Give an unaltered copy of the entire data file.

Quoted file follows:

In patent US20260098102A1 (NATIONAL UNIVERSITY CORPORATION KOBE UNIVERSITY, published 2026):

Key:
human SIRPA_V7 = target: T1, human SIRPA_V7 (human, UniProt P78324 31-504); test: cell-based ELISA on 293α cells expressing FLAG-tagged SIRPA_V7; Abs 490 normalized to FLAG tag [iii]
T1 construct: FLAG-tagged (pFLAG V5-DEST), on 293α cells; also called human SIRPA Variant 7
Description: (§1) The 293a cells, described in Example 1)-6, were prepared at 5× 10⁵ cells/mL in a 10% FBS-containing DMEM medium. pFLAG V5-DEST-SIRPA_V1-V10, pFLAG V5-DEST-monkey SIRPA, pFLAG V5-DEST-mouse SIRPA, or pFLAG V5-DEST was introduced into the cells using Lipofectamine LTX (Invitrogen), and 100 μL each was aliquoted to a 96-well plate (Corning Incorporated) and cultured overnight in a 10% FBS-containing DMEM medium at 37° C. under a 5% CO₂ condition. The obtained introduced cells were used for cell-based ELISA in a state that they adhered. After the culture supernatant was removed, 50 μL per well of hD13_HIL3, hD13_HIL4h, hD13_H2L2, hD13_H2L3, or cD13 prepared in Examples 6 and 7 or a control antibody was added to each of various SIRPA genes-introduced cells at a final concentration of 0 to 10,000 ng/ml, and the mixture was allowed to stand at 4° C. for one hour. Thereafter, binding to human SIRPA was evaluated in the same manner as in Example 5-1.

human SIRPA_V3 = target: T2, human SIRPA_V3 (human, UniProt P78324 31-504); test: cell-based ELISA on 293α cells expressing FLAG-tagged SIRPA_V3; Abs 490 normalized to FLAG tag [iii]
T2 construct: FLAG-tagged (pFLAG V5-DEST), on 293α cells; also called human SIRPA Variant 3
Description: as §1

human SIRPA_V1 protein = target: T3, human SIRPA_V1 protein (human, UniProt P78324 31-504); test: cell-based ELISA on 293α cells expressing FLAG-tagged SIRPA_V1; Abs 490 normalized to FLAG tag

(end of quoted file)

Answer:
In patent US20260098102A1 (NATIONAL UNIVERSITY CORPORATION KOBE UNIVERSITY, published 2026):

Key:
human SIRPA_V7 = target: T1, human SIRPA_V7 (human, UniProt P78324 31-504); test: cell-based ELISA on 293α cells expressing FLAG-tagged SIRPA_V7; Abs 490 normalized to FLAG tag [iii]
T1 construct: FLAG-tagged (pFLAG V5-DEST), on 293α cells; also called human SIRPA Variant 7
Description: (§1) The 293a cells, described in Example 1)-6, were prepared at 5× 10⁵ cells/mL in a 10% FBS-containing DMEM medium. pFLAG V5-DEST-SIRPA_V1-V10, pFLAG V5-DEST-monkey SIRPA, pFLAG V5-DEST-mouse SIRPA, or pFLAG V5-DEST was introduced into the cells using Lipofectamine LTX (Invitrogen), and 100 μL each was aliquoted to a 96-well plate (Corning Incorporated) and cultured overnight in a 10% FBS-containing DMEM medium at 37° C. under a 5% CO₂ condition. The obtained introduced cells were used for cell-based ELISA in a state that they adhered. After the culture supernatant was removed, 50 μL per well of hD13_HIL3, hD13_HIL4h, hD13_H2L2, hD13_H2L3, or cD13 prepared in Examples 6 and 7 or a control antibody was added to each of various SIRPA genes-introduced cells at a final concentration of 0 to 10,000 ng/ml, and the mixture was allowed to stand at 4° C. for one hour. Thereafter, binding to human SIRPA was evaluated in the same manner as in Example 5-1.

human SIRPA_V3 = target: T2, human SIRPA_V3 (human, UniProt P78324 31-504); test: cell-based ELISA on 293α cells expressing FLAG-tagged SIRPA_V3; Abs 490 normalized to FLAG tag [iii]
T2 construct: FLAG-tagged (pFLAG V5-DEST), on 293α cells; also called human SIRPA Variant 3
Description: as §1

human SIRPA_V1 protein = target: T3, human SIRPA_V1 protein (human, UniProt P78324 31-504); test: cell-based ELISA on 293α cells expressing FLAG-tagged SIRPA_V1; Abs 490 normalized to FLAG tag